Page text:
Investing for Good

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Investing for good

Caroline Escott explains why climate change is still at the top of the responsible investment agenda for the PLSA.

Only a few months ago, we all thought that 2020 was going to be the year where any other global issue would struggle to compete with the impending climate emergency. Little did we know.

It’s clearly right for schemes to be focused on getting to grips with the impact of Covid-19. The PLSA will continue to support our members in doing so. But we’ll also continue to help private and public sector schemes in 2020 and beyond to ‘Invest for Good’. This will include building upon our previous Worth of the Workforce work  to highlight the continued importance of the ‘S’ in ESG in a Covid-era world; as well as ensuring schemes can make sense of the rapidly evolving regulatory, legislative and product landscape on climate investment. 

The PLSA believes that schemes, as long-term investors, have a fiduciary duty to consider climate risk and opportunities. We’ve worked with DWP, TPR, MHCLG, the FCA and others to ensure that the new regulatory duties on both trust-based and contract-based schemes are proportionate and pragmatic, and to provide practical guidance for those schemes at an early stage of their responsible investment journey.

The year ahead

Our 2020 work builds on and deepens our policy programme in this area, not least because the changes which came in in 2019 were only the start. The next few years will see schemes required to disclose how they have implemented the ESG and stewardship policies they discussed in their SIP; invest in line with new statutory guidance (LGPS funds); document their asset manager arrangements and their voting behaviour; and report using the Taskforce for Climate-Related Financial Disclosure (TFCD) recommendations (“large asset owners”), to name but a few – those are just the things that we know about now. With the UK still committed to hosting the delayed COP26 climate talks, our policymakers will remain keen to demonstrate their global leadership in tackling climate change. 

The PLSA is unique in that our membership comprises actors from across the institutional investment sector. We’re therefore well placed to see that climate change is a whole-of-investment-chain issue, which needs whole-of-investment-chain solutions. As the end client, schemes and funds are in a privileged position, being able to use their influence to draw good climate investment practices up from the companies through their intermediaries. But they need others – including asset managers, consultants, lawyers, custodians and the investee companies themselves – to work in alignment with their goals, and they need a policy framework which allows this to happen.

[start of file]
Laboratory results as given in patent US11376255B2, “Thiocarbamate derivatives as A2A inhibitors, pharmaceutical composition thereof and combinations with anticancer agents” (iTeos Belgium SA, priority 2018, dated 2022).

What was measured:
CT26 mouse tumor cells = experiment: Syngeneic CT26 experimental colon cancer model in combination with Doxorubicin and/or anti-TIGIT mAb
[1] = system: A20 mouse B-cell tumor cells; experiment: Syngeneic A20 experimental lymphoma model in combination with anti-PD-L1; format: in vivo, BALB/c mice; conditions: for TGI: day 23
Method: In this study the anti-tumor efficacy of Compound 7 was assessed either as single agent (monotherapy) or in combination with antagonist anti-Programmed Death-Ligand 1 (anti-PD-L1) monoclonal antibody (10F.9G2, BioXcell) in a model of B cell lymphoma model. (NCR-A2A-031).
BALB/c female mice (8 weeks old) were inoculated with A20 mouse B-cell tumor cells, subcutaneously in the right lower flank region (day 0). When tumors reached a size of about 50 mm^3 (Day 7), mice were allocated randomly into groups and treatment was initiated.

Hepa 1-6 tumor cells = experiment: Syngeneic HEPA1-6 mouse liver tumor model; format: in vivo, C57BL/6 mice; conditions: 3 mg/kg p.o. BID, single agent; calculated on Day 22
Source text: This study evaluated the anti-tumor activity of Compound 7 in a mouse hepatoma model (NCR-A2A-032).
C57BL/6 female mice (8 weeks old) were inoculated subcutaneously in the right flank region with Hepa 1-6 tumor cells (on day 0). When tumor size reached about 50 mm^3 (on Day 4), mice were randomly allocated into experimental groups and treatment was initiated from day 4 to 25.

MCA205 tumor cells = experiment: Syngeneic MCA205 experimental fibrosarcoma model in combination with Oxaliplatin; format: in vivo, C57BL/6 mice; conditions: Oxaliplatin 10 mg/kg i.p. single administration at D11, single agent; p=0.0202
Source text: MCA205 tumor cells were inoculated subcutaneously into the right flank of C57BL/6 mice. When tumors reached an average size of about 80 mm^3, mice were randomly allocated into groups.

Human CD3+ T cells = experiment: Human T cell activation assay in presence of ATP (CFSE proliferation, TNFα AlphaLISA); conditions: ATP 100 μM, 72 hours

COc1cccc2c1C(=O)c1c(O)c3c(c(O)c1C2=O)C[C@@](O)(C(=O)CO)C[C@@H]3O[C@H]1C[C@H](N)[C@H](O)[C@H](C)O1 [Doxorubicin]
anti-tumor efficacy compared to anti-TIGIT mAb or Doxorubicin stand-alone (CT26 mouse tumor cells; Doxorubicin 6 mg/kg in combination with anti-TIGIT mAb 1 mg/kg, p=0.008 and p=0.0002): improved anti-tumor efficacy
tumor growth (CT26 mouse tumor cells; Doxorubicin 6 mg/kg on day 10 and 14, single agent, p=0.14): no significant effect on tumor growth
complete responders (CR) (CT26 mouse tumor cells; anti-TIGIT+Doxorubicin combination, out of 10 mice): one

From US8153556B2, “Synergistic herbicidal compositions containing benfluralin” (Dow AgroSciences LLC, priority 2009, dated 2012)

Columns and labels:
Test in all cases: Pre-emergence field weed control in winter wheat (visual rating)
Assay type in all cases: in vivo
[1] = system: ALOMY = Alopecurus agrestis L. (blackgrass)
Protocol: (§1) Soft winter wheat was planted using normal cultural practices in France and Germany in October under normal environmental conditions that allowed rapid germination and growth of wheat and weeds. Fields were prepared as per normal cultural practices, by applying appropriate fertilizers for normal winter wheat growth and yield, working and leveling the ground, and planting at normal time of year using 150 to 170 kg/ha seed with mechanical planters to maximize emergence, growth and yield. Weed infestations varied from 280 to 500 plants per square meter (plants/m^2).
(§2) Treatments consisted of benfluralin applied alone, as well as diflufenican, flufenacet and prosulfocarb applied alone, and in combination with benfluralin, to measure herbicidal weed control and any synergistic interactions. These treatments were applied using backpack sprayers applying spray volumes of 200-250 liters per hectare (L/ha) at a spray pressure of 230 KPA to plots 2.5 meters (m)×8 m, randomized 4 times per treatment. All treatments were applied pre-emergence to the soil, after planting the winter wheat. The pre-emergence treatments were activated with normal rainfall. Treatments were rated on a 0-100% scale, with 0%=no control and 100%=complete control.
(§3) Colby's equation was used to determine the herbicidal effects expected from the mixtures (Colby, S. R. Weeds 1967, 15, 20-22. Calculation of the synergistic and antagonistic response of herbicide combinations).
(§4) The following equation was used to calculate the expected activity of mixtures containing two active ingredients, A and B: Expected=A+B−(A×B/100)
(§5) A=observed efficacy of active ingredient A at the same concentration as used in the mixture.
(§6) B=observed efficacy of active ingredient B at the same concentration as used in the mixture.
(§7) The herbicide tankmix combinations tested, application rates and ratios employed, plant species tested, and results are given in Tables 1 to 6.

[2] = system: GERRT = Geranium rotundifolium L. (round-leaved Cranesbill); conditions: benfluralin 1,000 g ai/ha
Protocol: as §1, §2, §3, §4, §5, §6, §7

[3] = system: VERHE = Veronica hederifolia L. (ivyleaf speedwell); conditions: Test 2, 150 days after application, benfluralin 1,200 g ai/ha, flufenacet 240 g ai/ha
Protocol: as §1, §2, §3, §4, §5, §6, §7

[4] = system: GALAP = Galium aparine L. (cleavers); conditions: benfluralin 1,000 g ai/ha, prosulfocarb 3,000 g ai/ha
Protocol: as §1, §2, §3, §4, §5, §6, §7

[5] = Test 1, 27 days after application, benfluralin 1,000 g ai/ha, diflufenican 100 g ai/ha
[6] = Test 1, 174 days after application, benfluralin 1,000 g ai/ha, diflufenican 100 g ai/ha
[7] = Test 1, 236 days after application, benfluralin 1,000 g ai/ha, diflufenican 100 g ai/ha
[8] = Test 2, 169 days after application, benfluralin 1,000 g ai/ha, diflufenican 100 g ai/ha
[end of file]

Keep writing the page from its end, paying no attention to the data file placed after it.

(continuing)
Several barriers remain, from poor quality and inconsistent data from many companies and investment service providers, to prevailing confusion around definitions of responsible investment and continued gaps in resource and expertise at every stage of the chain. The PLSA is committed to working with its members, policymakers and other industry bodies to finding practical and policy solutions which overcome these challenges.

This year, we have a significant programme of policy work dedicated to Investing for Good. We continue to provide guidance to ‘fill in the gaps’ on schemes’ understanding on climate. For instance, we beefed up our climate voting guidance in our February Stewardship Guidance and Voting Guidelines 2020 report, we sat on the Pensions Climate Risk Industry Group (PCRIG) to produce TCFD guidance for schemes, and we’re about to publish our guidance for schemes on producing implementation statements on ESG and climate.

Member input

As with all our work, member input will be vital. Our Chair, Richard Butcher, will be holding virtual roundtables over the summer with both fund and business members to find out more about the challenges they’re facing on climate investment. This will then be used to shape our emerging policy and industry solutions in a ‘Recommendations for Action’ report to be published in the autumn.

We’re also asking our members for examples and case studies of how they have approached climate and ESG factors in their portfolios. What influenced the approach? What steps were taken? What challenges were faced and overcome, and with what outcome? Not only will this be an opportunity for PLSA members to showcase their work, but we’ll pull the responses together into online resources so our fund members can better learn from each other.

Like Covid-19, climate change has global system-level consequences. How well schemes invest with an eye to mitigating the risk climate poses to their portfolio will have an impact on the value of beneficiaries’ savings as well as on the very nature of the world into which savers will retire. 


We want to hear from you. Please contact [email protected] or get involved in the Twitter conversation using #PLSAInvestForGood.